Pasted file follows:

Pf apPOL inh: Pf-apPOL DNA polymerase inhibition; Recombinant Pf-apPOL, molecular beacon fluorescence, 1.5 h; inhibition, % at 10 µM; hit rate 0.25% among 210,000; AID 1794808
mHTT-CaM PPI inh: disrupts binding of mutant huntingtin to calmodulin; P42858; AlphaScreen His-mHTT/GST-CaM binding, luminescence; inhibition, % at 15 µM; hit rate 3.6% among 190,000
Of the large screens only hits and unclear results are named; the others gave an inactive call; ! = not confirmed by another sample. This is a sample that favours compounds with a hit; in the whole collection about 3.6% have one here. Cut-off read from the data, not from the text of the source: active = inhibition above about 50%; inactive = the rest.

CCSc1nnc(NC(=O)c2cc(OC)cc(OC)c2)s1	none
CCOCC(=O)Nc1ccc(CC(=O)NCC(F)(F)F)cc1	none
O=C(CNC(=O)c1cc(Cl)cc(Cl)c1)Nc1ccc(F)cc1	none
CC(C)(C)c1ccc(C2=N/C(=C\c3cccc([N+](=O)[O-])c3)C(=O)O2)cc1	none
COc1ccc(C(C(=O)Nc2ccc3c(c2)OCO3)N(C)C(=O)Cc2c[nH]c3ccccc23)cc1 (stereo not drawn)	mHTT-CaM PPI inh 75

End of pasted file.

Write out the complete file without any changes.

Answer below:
Pf apPOL inh: Pf-apPOL DNA polymerase inhibition; Recombinant Pf-apPOL, molecular beacon fluorescence, 1.5 h; inhibition, % at 10 µM; hit rate 0.25% among 210,000; AID 1794808
mHTT-CaM PPI inh: disrupts binding of mutant huntingtin to calmodulin; P42858; AlphaScreen His-mHTT/GST-CaM binding, luminescence; inhibition, % at 15 µM; hit rate 3.6% among 190,000
Of the large screens only hits and unclear results are named; the others gave an inactive call; ! = not confirmed by another sample. This is a sample that favours compounds with a hit; in the whole collection about 3.6% have one here. Cut-off read from the data, not from the text of the source: active = inhibition above about 50%; inactive = the rest.

CCSc1nnc(NC(=O)c2cc(OC)cc(OC)c2)s1	none
CCOCC(=O)Nc1ccc(CC(=O)NCC(F)(F)F)cc1	none
O=C(CNC(=O)c1cc(Cl)cc(Cl)c1)Nc1ccc(F)cc1	none
CC(C)(C)c1ccc(C2=N/C(=C\c3cccc([N+](=O)[O-])c3)C(=O)O2)cc1	none
COc1ccc(C(C(=O)Nc2ccc3c(c2)OCO3)N(C)C(=O)Cc2c[nH]c3ccccc23)cc1 (stereo not drawn)	mHTT-CaM PPI inh 75